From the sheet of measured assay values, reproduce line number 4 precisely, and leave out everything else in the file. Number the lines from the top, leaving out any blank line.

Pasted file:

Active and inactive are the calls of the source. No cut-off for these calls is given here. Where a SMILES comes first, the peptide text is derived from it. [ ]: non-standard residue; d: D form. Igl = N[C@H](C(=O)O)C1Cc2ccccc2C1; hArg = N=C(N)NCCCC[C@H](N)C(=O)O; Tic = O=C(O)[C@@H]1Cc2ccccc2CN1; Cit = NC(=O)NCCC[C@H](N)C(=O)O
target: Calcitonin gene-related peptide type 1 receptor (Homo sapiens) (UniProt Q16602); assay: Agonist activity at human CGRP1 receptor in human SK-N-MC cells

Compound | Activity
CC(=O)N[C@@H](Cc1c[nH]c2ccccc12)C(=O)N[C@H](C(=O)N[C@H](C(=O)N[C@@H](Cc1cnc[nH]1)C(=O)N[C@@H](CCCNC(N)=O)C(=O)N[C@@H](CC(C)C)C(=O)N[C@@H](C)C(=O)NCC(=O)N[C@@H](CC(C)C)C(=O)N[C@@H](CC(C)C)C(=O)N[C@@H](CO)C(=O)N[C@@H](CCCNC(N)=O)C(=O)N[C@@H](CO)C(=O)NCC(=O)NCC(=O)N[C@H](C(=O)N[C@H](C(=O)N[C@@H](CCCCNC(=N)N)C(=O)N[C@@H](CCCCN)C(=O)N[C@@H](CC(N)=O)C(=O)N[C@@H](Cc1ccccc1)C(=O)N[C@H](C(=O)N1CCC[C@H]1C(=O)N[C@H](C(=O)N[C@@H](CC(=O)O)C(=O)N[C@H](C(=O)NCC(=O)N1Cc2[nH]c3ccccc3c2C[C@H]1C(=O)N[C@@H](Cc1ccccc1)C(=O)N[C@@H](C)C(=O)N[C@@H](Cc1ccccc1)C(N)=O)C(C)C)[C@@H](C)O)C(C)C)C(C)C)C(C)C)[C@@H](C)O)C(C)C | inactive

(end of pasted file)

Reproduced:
CC(=O)N[C@@H](Cc1c[nH]c2ccccc12)C(=O)N[C@H](C(=O)N[C@H](C(=O)N[C@@H](Cc1cnc[nH]1)C(=O)N[C@@H](CCCNC(N)=O)C(=O)N[C@@H](CC(C)C)C(=O)N[C@@H](C)C(=O)NCC(=O)N[C@@H](CC(C)C)C(=O)N[C@@H](CC(C)C)C(=O)N[C@@H](CO)C(=O)N[C@@H](CCCNC(N)=O)C(=O)N[C@@H](CO)C(=O)NCC(=O)NCC(=O)N[C@H](C(=O)N[C@H](C(=O)N[C@@H](CCCCNC(=N)N)C(=O)N[C@@H](CCCCN)C(=O)N[C@@H](CC(N)=O)C(=O)N[C@@H](Cc1ccccc1)C(=O)N[C@H](C(=O)N1CCC[C@H]1C(=O)N[C@H](C(=O)N[C@@H](CC(=O)O)C(=O)N[C@H](C(=O)NCC(=O)N1Cc2[nH]c3ccccc3c2C[C@H]1C(=O)N[C@@H](Cc1ccccc1)C(=O)N[C@@H](C)C(=O)N[C@@H](Cc1ccccc1)C(N)=O)C(C)C)[C@@H](C)O)C(C)C)C(C)C)C(C)C)[C@@H](C)O)C(C)C | inactive